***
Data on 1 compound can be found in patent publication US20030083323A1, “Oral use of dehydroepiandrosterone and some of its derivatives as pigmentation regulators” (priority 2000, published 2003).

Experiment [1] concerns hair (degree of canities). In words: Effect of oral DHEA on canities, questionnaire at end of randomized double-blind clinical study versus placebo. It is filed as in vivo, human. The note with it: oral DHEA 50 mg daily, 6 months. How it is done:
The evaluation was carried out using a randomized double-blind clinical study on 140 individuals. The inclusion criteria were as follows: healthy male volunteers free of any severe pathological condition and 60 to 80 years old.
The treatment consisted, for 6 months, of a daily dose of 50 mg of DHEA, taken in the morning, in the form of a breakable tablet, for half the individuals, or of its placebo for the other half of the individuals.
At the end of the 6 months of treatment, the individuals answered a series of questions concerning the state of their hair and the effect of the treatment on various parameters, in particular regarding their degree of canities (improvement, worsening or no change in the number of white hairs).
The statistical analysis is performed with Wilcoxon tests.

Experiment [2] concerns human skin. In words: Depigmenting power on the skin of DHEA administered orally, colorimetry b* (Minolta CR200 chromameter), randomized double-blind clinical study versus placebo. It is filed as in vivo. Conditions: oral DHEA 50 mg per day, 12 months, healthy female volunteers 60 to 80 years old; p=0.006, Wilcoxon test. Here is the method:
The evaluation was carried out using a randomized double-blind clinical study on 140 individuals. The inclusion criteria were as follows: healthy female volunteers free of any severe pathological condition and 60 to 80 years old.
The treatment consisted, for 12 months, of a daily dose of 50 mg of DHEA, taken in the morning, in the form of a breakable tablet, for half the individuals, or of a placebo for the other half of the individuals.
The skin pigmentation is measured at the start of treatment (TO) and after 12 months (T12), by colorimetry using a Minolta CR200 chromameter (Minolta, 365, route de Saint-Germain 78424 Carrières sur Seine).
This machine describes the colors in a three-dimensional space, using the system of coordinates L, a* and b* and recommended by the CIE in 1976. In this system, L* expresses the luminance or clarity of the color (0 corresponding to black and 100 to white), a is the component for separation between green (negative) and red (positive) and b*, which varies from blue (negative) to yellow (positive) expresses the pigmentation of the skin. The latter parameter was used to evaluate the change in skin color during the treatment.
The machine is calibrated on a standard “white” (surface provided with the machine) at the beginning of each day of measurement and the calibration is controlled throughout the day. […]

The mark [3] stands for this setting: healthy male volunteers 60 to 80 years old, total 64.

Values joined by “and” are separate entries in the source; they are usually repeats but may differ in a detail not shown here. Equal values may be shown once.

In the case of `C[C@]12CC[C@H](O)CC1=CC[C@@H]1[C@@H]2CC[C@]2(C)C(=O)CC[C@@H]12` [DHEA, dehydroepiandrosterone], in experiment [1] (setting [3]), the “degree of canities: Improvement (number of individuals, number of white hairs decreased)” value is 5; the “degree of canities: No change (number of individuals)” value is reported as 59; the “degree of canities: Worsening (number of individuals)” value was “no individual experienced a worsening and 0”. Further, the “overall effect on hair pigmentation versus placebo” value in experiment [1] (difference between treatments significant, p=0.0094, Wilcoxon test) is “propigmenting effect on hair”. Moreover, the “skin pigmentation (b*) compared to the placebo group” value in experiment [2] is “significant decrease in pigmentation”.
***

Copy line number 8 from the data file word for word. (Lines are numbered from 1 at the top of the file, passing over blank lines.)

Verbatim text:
The evaluation was carried out using a randomized double-blind clinical study on 140 individuals. The inclusion criteria were as follows: healthy female volunteers free of any severe pathological condition and 60 to 80 years old.